A teenager who was filmed trying to smash a car window with a huge 'zombie-style' knife in Croydon has walked free from court.

Joshua Gardner was 17 at the time of the attack when he was seen by shocked witnesses wielding the large weapon in London Road on May 30.

It was after he was almost knocked from his bike that he pulled out the knife and tried to break a car's window during the terrifying incident.

Dashcam footage from another vehicle showed Gardner, who is now 18, attempting to force his way in from the passenger’s side of the vehicle before the driver was forced to flee.

Soon after, the video went viral online before Gardner admitted to affray and possession of an offensive weapon in a public place.

He went on trial at the Old Bailey this week on November 27 and received a two-year prison sentence for grievous bodily harm (GBH), as well as a year's imprisonment for both affray and possession of an offensive weapon or bladed article respectively.

All three were to run concurrently and suspended for two years.

The teenager, from London Road, was also ordered to carry out 150 hours of unpaid work and be subjected to a curfew for the next nine months.

The court heard that a 19-year-old man was sat in stationary traffic at around 4pm before Gardner pulled up next to him on a push bike.

The driver tried to pull away and overtake the traffic in front of him but came in contact with the cyclist.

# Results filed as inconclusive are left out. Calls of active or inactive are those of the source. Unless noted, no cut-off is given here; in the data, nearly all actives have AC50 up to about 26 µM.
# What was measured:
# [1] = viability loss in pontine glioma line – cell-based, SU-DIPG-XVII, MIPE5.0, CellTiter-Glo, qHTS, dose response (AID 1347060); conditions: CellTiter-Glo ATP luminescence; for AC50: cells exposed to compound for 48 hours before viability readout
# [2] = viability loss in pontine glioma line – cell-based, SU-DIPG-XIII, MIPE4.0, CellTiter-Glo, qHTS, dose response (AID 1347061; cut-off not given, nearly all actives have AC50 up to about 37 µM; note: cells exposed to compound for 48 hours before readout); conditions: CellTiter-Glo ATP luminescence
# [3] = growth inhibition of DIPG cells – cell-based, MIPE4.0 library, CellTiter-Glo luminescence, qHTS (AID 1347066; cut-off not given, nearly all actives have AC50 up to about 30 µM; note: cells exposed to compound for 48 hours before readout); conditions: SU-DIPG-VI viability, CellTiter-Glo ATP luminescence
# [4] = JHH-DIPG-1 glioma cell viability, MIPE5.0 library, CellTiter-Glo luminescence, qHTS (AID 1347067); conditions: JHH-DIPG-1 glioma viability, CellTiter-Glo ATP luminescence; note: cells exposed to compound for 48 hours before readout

But, as he was driving on the wrong side of the road and tried to get away, he crashed into an oncoming vehicle and van.

Gardner then abandoned his bike and ran towards the driver’s car before revealing the large ‘zombie-style’ knife which he had kept in his trouser waistband.

The 18-year-old was then seen repeatedly trying to smash the car’s window in a bid to gain access but failed as the driver left his vehicle and fled the scene.

Since the ruling police officers have slammed the decision, with some believing it “sends the wrong message”.

On Twitter, Scotland Yard Supt Roy Smith said: “My personal thoughts are that this sentence does not provide any form of deterrence, nor does it lead to frontline officers to feel that they are being supported by the rest of the judicial system.

“I’m not sure any reasonable person would see this as a deterrent.

“I also appreciate that this isn’t a problem that you will police your way out of. But, until we have a 10-year public health approach planned and funded, then we also need proactive tactics, [as well as] robust but fair and effective sentencing.”

In response to his tweets, Camden police said: “If nothing else, it simply sends the wrong message.”

But Detective Constable Aaron Champion, the investigating officer from Croydon CID, said his conviction and sentence insists it sends the message that police “will not tolerate his mindset”.